2 To know wisdom and instruction, To discern the sayings of understanding, 3 To receive instruction in wise behavior, Righteousness, justice and equity; 4 To give prudence to the naive, To the youth knowledge and discretion, 5 A wise man will hear and increase in learning, And a man of understanding will acquire wise counsel, 6 To understand a proverb and a figure, The words of the wise and their riddles.

Let’s look at each of these phrases in detail

To know wisdom and instruction. Wisdom is from hokm” which refers to a manner of thinking and attitude concerning life’s experiences which included both general interests and basic morality. It is used in reference to the entire range of human experience from technical skill and craftsmanship to battle tactics and government administration. In the Hebrew Scriptures, wisdom is tied to the revelation of God and His will of what is holy, righteous and just, and so it differs greatly from the Greek concept which was theoretical and speculative. In true wisdom human will and understanding is submissive to God’s will and revelation for wisdom resides in God (Job 12:13). The wisdom spoken about throughout the wisdom literature of the Old Testament subjects the practical things learned from human experience to the revelation of God so that man can live the best possible moral and ethical life. Without a knowledge of God and willingness to follow Him, there cannot be true wisdom in man. Luis Goldberg described wisdom well saying it is “exhibiting God’s character in the many practical affairs of life.”

Instruction is from m s r and is also translated as discipline. It is used of parental correction which results in education of their child. This discipline was most often given by words of rebuke and instruction, but it could also include physical correction. This is not a negative. It is the quest to remove folly and build up the character of the child and it arises out of a love for the child. Proverbs 13:24 also uses this word and explains the love behind it. “He who spares his rod hates his son, But he who loves him disciplines him diligently.” The father – child analogy is used often of God’s relationship with Israel and His discipline of them in training them to become a holy people. Hebrews 12:6-8 explains that God does the same thing with Christians and that it arises out of His love. This discipline is actually proof of being God’s child.

Proverbs gives knowledge of wisdom and instruction.

To discern the sayings of understanding. Discern and understanding are from the same root word, bîn. It is variously translated as understand, insight and discern. It includes the concept of being able to distinguishing between things. This is knowledge that is much greater than just having a lot of facts. It can distinguish between those facts along with the ability to use them to make proper judgments. In Proverbs this is especially applied to distinguishing between right and wrong, good and evil, just and unjust, etc.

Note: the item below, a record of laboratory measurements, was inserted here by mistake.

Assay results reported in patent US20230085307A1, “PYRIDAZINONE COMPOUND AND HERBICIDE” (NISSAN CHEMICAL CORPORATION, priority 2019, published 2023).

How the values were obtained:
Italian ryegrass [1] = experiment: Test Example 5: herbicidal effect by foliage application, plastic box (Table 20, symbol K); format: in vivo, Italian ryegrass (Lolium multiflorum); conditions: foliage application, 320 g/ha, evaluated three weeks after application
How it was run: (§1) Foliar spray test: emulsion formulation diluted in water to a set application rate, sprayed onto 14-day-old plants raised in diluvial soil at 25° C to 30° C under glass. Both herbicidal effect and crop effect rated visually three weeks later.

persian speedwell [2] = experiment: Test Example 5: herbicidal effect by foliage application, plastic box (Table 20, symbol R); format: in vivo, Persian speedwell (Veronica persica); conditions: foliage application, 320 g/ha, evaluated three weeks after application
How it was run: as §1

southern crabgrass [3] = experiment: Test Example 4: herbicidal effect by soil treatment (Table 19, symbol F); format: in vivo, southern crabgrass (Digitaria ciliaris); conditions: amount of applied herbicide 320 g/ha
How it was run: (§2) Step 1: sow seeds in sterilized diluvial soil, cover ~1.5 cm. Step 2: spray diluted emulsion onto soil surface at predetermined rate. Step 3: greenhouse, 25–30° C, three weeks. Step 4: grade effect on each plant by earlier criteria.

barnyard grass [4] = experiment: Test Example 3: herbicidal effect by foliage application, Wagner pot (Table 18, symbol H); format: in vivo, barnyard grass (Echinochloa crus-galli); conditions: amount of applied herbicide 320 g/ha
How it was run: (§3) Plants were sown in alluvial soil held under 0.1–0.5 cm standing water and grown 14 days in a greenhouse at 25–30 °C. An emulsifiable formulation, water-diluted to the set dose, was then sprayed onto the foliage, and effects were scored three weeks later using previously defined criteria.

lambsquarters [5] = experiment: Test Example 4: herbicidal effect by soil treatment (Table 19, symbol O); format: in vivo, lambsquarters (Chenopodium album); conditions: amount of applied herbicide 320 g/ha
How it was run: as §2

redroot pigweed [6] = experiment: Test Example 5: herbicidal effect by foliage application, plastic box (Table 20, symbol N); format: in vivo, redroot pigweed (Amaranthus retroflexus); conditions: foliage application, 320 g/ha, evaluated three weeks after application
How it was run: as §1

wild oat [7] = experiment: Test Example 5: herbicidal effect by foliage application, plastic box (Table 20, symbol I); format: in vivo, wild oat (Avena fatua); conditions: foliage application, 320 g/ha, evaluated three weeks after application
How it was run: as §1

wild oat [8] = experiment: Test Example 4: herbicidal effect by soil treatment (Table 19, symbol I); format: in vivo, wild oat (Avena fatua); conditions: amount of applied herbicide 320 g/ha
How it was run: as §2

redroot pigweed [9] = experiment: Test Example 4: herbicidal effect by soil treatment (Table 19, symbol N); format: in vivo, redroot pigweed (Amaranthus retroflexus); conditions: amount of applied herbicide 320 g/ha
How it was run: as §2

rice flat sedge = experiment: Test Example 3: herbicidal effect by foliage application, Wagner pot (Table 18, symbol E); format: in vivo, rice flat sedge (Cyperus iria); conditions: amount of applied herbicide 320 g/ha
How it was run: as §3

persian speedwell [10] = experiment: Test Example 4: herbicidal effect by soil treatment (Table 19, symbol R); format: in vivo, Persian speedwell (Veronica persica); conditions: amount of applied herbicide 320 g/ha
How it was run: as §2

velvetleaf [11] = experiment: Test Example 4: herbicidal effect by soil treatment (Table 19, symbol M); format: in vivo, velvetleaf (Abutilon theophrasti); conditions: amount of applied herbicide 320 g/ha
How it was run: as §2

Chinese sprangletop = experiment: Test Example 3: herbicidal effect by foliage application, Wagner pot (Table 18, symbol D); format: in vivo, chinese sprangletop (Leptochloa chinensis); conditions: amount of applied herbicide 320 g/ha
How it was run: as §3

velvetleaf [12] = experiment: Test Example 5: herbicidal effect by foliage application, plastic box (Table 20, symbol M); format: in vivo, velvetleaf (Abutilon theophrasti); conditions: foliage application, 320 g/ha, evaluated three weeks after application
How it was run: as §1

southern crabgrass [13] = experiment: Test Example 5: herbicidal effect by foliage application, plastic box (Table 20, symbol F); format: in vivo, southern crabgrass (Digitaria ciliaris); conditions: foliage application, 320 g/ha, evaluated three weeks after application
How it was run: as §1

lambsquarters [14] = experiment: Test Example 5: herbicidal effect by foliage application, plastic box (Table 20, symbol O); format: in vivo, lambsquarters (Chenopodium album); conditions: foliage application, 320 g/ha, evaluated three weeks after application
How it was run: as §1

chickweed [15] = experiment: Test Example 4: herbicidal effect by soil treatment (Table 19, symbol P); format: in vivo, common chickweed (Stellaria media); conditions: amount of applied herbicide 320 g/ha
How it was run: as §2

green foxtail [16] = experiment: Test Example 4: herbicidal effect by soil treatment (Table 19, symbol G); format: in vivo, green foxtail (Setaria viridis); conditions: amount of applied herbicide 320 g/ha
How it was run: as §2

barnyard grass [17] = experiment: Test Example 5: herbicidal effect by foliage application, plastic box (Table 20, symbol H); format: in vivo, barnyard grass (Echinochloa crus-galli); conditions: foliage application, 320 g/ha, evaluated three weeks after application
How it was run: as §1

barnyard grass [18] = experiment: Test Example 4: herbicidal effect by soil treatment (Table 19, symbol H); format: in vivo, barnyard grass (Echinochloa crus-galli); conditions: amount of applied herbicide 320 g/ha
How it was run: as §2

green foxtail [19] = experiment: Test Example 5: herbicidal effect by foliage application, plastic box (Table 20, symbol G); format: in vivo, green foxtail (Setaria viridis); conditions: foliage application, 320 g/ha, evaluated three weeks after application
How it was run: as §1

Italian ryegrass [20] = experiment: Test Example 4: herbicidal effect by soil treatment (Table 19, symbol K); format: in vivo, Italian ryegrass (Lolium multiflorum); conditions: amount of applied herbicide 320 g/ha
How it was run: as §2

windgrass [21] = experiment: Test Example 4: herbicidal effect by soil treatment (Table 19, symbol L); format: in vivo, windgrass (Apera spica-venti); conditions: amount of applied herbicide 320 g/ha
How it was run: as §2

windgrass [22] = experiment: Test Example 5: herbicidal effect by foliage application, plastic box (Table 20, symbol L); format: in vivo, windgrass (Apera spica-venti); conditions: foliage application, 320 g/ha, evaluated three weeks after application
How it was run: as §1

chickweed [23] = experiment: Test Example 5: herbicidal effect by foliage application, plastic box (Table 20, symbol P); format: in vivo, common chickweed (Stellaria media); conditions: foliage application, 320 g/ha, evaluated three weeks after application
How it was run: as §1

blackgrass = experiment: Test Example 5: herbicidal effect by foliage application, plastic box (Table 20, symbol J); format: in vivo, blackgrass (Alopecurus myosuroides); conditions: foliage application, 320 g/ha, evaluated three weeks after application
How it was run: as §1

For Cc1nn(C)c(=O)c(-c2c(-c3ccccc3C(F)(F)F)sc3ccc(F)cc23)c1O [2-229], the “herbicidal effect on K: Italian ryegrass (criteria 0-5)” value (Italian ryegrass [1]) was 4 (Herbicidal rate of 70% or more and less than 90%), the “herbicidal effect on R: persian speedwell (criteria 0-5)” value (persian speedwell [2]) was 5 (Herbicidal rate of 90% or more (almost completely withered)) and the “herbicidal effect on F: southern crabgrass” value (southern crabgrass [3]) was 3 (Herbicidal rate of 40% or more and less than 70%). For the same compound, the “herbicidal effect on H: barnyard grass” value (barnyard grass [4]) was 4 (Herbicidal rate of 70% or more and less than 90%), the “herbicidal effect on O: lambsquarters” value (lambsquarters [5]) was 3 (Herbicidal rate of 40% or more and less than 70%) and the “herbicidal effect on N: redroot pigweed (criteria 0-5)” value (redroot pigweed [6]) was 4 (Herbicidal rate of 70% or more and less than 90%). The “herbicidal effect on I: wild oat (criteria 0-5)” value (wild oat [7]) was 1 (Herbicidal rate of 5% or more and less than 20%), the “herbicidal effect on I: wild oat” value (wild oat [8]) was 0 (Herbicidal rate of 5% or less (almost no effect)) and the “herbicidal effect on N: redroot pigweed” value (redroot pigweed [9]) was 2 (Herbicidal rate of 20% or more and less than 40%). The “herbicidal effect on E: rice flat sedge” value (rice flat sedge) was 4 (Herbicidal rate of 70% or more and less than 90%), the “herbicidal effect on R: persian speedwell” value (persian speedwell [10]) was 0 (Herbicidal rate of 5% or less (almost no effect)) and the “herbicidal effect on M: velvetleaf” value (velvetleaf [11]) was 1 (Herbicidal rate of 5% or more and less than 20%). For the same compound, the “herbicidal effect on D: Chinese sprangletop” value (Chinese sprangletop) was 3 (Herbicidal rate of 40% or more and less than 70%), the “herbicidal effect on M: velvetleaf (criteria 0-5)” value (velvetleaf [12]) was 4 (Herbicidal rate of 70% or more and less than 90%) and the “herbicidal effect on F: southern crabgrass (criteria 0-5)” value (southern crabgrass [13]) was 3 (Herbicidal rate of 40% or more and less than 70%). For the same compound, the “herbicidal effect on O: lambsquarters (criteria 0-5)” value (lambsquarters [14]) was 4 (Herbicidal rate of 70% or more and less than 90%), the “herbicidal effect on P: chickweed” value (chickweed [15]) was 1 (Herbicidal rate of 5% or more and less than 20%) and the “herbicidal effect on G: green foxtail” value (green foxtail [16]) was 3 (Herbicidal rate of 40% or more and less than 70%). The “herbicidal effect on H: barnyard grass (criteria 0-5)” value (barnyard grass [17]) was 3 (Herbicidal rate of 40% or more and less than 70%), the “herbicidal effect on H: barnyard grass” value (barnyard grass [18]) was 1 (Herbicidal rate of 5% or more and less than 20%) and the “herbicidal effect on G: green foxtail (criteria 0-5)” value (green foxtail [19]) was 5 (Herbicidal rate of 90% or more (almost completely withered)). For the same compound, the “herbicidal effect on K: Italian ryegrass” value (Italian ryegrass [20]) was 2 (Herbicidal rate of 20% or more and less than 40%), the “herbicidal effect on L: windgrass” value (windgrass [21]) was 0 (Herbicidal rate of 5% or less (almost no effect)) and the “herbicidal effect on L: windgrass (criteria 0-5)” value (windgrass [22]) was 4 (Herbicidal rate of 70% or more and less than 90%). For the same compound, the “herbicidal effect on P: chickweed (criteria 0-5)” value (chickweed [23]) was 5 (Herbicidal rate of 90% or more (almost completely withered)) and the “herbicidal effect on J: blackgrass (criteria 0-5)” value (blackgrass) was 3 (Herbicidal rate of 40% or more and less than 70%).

The sayings of understanding would be all those things designed to give a person the ability to use knowledge in life. This would include not only wisdom literature but also the rest of the sacred writings. Proverbs then not only seeks to give sayings of understanding, but also teach the person how to apply those sayings properly in the context of godliness. Without godly discernment, people will pervert and misapply even what God has said in the Scriptures.

To receive instruction in wise behavior, Righteousness, justice and equity. Instruction here is again m s r. By paying attention to Proverbs we will gain training in wise behavior, righteousness, justice and equity according to God’s design. The word “wise” here, sakal, is different from wisdom, hokm”, in verse 1, though the two are used synonymously in many instances. The fine distinction here is that sakal “relates to an intelligent knowledge of reason.” It is the ability to think through complex matters and see what lies behind them and so make wise decisions about them. Wise behavior is performing the proper actions before God which in this verse are according to what is righteous, just and equitable according to God’s standards. The wicked pervert the standards according to their own bent even to the point they call good, evil and evil, good. If it is not right before God, it is not righteous. If it is not just according to God’s law, it is injustice regardless of what man’s laws may be. It is not equitable or fair unless it is so by what God has declared.

To give prudence to the naive, To the youth knowledge and discretion. Prudence is from ‘orm” and carries the idea of being astute, having sharp powers of judgment. This, of course, comes with experience and training which is just what the naive lack or they would be on guard against the falsehoods being proclaimed around them. To be naive is more than just to be simple or ignorant. It is also to be open minded, and the problem with an open mind is that anything can come into it. Proverbs gives the proper screen to protect from what is wrong before God.